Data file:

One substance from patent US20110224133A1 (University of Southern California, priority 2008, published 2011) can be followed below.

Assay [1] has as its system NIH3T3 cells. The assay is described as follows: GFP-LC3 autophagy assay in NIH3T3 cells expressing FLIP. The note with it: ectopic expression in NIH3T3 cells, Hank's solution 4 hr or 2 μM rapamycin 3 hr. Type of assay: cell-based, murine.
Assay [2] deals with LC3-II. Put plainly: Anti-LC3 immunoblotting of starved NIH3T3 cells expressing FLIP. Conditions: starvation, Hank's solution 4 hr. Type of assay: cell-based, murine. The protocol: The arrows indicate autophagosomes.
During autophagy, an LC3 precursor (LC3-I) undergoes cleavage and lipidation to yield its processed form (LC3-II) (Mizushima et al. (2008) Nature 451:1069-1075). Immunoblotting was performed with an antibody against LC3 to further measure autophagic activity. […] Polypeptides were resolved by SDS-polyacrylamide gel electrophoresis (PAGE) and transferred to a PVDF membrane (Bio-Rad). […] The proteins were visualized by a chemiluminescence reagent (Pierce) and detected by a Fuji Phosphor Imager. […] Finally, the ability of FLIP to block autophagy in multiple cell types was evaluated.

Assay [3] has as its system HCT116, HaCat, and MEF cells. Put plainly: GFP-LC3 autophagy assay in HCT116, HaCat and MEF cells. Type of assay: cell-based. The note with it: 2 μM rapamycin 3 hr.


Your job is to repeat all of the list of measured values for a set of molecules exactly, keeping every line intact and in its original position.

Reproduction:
One substance from patent US20110224133A1 (University of Southern California, priority 2008, published 2011) can be followed below.

Assay [1] has as its system NIH3T3 cells. The assay is described as follows: GFP-LC3 autophagy assay in NIH3T3 cells expressing FLIP. The note with it: ectopic expression in NIH3T3 cells, Hank's solution 4 hr or 2 μM rapamycin 3 hr. Type of assay: cell-based, murine.
Assay [2] deals with LC3-II. Put plainly: Anti-LC3 immunoblotting of starved NIH3T3 cells expressing FLIP. Conditions: starvation, Hank's solution 4 hr. Type of assay: cell-based, murine. The protocol: The arrows indicate autophagosomes.
During autophagy, an LC3 precursor (LC3-I) undergoes cleavage and lipidation to yield its processed form (LC3-II) (Mizushima et al. (2008) Nature 451:1069-1075). Immunoblotting was performed with an antibody against LC3 to further measure autophagic activity. […] Polypeptides were resolved by SDS-polyacrylamide gel electrophoresis (PAGE) and transferred to a PVDF membrane (Bio-Rad). […] The proteins were visualized by a chemiluminescence reagent (Pierce) and detected by a Fuji Phosphor Imager. […] Finally, the ability of FLIP to block autophagy in multiple cell types was evaluated.

Assay [3] has as its system HCT116, HaCat, and MEF cells. Put plainly: GFP-LC3 autophagy assay in HCT116, HaCat and MEF cells. Type of assay: cell-based. The note with it: 2 μM rapamycin 3 hr.